Teaching Manners to Build a Community

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[article as originally published in TDF Stages, September 18, 2017.]

MCC Theater’s new drama focuses on a one-of-a-kind charm school

Northlight Theatre‘s artistic director, BJ Jones, was so taken with a 2012 Chicago Tribunestory about Gloria Allen, an African-American, sexagenarian transwoman teaching an etiquette class for LGBTQ youth, he asked his friend, playwright Philip Dawkins, to pen a show about it. But Dawkins was initially skeptical. “I agreed that it would make a great play, but it wasn’t for me,” he recalls. Though Dawkins had tackled gay themes in his work, he felt this was “too far from my voice — and there were other people closer to that community.”

Eventually, Jones convinced the dramatist to meet with “Mama Gloria” as her students called her, and Dawkins was quickly sold on the project. The sound of her voice, “so much like my grandmother, a similar lilt and a similar giggle,” established an immediate connection. And Allen assured him that, even though Dawkins was a white, cisgender, thirtysomething gay man, all he had to do to capture her voice was, “Make me sound fabulous.” Once Allen’s pupils gave the okay, he officially signed on. “I wanted to write about her because I fell in love with her,” Dawkins says. “And then I fell in love with the participants.”

For Northlight Theatre’s world premiere of the play, a man was cast as the Allen-inspired character, Mama Darleena Andrews. But the current MCC Theater production of Charm stars Sandra Caldwell, a veteran actress who recently revealed she is transgender, and is directed by Will Davis, who also identifies as trans. Their participation — along with other trans cast members — certainly ups the piece’s authenticity.

And that’s always been important to Dawkins. In fact, in order to accurately capture Allen and her acolytes, the dramatist attended her classes every week for six months; while Charm is fictionalized, its stories and characters are based on what he experienced. Dawkins has fashioned the narrative as a classic inspirational teacher story, though it eschews some of that genre’s tropes. “It veers away from the traditional — it’s structurally chaotic,” he says. “It’s not a plot-y show; it’s character-y. It’s not a play that’s like, Oh my god, look at the script! It’s, Oh my god, look at these humans, these characters, this community.”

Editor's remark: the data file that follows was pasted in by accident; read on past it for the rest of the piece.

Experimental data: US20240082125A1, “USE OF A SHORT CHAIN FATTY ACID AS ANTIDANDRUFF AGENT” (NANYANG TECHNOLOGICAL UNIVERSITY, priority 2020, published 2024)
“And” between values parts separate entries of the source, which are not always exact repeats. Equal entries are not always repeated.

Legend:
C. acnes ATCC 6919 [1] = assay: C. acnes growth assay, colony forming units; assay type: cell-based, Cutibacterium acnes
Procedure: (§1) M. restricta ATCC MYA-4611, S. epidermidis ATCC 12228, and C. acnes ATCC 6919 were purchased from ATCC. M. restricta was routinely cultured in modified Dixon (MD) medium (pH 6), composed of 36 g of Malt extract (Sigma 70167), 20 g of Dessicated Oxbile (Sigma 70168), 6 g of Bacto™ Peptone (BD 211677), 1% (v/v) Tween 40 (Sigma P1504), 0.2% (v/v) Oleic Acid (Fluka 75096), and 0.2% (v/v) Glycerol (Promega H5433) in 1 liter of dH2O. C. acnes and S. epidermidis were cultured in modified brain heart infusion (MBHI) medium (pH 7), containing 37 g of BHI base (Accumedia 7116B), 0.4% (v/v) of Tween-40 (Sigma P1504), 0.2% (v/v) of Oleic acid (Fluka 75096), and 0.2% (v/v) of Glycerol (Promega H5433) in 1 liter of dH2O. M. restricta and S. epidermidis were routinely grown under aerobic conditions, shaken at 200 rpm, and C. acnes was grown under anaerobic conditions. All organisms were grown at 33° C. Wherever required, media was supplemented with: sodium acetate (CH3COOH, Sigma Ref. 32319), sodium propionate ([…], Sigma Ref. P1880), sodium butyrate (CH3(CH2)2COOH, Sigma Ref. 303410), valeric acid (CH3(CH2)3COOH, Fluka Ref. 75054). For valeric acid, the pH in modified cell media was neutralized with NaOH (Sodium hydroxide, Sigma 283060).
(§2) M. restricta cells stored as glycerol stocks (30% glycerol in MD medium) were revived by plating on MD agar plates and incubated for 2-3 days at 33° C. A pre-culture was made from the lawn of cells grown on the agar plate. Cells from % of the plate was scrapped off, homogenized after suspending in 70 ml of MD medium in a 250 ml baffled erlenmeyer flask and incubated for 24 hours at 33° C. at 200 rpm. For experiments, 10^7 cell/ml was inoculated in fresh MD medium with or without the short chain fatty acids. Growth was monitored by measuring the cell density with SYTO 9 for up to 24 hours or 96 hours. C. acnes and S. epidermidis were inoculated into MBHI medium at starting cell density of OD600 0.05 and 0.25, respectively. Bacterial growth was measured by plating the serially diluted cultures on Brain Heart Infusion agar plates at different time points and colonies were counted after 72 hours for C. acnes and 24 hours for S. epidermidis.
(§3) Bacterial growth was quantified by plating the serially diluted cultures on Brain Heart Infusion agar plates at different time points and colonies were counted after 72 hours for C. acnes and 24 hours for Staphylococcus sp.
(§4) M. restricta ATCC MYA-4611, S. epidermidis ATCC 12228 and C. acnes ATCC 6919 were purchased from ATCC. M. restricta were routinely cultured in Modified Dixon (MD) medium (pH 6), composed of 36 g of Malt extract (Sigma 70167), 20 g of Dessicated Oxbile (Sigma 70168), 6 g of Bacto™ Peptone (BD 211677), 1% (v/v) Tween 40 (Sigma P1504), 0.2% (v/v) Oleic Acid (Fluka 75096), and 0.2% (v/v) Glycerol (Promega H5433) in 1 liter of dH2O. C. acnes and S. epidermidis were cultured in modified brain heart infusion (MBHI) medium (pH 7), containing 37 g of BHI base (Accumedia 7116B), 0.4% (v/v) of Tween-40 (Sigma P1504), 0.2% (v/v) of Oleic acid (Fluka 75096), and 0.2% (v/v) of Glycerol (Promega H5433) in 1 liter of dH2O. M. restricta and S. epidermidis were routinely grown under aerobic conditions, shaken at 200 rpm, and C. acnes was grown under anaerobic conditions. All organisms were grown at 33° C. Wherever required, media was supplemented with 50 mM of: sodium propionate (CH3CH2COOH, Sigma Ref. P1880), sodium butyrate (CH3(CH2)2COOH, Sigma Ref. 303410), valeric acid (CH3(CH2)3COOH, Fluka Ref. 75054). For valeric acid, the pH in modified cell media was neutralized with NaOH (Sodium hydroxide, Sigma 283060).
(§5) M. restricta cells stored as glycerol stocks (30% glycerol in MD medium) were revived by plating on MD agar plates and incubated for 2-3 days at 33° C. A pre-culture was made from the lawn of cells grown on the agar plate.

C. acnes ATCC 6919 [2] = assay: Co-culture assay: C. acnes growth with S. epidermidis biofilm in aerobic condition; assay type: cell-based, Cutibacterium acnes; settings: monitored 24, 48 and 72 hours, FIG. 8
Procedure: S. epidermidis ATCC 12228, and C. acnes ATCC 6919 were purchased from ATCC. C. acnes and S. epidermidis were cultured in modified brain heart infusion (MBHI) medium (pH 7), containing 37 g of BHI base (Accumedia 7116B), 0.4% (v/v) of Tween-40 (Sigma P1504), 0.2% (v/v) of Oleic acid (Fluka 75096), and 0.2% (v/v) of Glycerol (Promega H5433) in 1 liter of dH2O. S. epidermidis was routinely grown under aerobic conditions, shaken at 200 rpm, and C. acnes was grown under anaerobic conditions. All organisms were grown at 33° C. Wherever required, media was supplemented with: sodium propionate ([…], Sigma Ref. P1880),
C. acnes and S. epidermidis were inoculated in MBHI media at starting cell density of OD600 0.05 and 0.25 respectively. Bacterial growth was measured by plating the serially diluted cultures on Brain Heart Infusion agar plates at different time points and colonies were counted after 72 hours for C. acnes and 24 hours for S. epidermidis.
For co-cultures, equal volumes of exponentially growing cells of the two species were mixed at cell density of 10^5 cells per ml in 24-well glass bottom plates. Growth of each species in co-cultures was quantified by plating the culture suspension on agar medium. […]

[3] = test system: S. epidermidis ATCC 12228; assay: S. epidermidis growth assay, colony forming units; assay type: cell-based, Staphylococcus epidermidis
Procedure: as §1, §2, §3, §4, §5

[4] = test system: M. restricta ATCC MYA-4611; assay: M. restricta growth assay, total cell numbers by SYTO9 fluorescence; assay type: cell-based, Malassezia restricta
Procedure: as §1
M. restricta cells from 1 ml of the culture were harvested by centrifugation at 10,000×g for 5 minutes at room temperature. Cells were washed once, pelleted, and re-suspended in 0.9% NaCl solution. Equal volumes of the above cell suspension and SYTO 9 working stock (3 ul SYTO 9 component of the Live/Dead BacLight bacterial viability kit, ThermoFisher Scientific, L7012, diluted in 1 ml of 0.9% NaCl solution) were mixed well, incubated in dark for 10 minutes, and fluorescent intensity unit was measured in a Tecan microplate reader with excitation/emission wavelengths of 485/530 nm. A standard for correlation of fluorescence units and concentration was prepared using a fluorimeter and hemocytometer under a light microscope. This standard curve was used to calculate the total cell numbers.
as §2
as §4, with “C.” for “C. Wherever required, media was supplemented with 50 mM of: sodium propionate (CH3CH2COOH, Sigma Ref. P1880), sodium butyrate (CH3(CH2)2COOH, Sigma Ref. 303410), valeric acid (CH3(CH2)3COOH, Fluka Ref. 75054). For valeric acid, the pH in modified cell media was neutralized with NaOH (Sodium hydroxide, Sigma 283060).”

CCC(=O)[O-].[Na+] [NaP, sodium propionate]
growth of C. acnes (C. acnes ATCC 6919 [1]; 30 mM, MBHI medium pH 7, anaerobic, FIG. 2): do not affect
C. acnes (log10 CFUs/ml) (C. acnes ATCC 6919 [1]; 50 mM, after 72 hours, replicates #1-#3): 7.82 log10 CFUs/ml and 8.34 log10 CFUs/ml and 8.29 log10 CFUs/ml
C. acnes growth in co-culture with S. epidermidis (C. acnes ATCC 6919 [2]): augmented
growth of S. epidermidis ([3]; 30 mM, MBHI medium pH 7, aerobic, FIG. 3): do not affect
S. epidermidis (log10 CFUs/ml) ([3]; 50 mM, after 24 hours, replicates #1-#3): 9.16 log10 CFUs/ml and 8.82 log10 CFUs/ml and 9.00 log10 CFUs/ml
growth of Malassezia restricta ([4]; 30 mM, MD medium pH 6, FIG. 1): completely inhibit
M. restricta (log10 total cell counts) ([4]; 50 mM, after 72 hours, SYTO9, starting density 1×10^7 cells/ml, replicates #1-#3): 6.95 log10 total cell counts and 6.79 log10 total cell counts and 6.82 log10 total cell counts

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The cast of Charm at MCC Theater. Photo: Joan Marcus.

Dawkins is especially interested in the intergenerational conversations at the core of Charm. As a gay youth in conservative Phoenix, Arizona, he found understanding on community theatre stages working with older artists. “I was frequently the youngest person in the room,” he recalls. “I don’t understand why in our culture we split off into age groups. All of those adults in my life understood the situation that I was growing up in, which was very intolerant and evangelical. And they could all see this queer little magic unicorn fairy that I was.”

Although Charm touches on some very dark subjects, including homophobia, racism, and violence, Dawkins injects humor throughout since Allen’s real-life students used it as a coping mechanism. “That’s what I really liked about the charm class,” Dawkins says. “People would be sharing with their group about their rape, and then crack a joke and everyone would laugh. Laughter during a confession or vulnerable moment tells you people are listening. I thought, this is a room I get. These people are experiencing massive trauma but are not afraid to laugh at their lives or each other.”

The charm class members were also not afraid to speak up when Emily Post-style binary gender rules didn’t meet the needs of our more fluid age, a subject that’s dealt with in the play in a particularly animated scene. But other aspects of the 19th-century manners mistress’ philosophy still hold true. “If the rules that you’re following that I have outlined in this book do not make your guests feel comfortable, then change the rules,” Dawkins says, paraphrasing Post. “Don’t change the person to conform to the rules. The rules are there to serve the person, not the other way around.” Sounds like a winning life philosophy, regardless of how one identifies.

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